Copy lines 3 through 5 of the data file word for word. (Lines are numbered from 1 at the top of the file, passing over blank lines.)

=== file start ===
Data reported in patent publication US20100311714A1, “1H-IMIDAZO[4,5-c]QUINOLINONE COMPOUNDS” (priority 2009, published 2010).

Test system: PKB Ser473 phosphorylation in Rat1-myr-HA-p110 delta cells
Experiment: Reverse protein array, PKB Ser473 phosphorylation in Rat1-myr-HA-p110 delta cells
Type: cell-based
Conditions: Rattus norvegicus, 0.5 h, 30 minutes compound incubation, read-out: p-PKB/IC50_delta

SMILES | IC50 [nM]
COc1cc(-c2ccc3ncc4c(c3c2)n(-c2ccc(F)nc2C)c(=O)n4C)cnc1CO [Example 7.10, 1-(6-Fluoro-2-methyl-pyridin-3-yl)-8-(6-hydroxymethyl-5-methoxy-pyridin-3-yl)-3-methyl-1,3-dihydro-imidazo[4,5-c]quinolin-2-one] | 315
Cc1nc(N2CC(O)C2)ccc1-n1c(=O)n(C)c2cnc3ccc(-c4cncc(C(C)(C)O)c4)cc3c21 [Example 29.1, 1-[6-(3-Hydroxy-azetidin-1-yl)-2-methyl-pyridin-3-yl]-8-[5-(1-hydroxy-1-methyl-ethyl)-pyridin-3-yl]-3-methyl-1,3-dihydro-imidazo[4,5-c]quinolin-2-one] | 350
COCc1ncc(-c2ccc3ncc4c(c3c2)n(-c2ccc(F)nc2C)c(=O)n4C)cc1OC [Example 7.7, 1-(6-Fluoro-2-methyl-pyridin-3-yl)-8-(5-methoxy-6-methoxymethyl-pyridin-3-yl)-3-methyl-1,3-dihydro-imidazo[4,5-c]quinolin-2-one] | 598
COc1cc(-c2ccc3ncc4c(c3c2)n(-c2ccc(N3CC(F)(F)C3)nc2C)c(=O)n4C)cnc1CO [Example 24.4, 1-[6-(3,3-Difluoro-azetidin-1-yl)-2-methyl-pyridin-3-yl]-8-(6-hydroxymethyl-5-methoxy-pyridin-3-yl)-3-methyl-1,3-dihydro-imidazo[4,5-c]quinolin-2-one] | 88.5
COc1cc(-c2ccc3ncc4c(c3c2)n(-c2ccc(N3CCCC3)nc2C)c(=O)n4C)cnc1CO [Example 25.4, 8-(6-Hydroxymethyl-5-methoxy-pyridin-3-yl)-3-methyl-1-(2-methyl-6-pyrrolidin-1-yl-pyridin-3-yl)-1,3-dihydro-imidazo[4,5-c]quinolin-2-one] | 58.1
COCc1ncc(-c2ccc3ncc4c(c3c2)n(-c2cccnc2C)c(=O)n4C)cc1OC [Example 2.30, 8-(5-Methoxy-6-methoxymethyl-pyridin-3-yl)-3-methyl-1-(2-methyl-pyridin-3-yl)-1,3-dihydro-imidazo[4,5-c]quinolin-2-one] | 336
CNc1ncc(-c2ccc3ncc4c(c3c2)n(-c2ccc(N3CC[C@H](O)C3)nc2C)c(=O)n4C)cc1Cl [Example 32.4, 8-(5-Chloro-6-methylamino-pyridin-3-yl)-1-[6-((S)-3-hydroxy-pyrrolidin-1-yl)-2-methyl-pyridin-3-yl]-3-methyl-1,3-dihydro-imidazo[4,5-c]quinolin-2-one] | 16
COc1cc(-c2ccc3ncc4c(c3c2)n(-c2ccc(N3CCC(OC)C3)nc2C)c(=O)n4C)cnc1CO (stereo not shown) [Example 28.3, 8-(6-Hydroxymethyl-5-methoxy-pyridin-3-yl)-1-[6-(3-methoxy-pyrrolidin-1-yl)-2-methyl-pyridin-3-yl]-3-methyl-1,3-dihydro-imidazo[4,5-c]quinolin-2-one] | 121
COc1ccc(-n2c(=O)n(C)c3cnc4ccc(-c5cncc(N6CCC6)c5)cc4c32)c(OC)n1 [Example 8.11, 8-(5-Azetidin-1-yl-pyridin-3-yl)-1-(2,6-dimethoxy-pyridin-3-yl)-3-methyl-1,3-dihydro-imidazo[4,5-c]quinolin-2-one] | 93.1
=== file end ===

Experiment: Reverse protein array, PKB Ser473 phosphorylation in Rat1-myr-HA-p110 delta cells
Type: cell-based
Conditions: Rattus norvegicus, 0.5 h, 30 minutes compound incubation, read-out: p-PKB/IC50_delta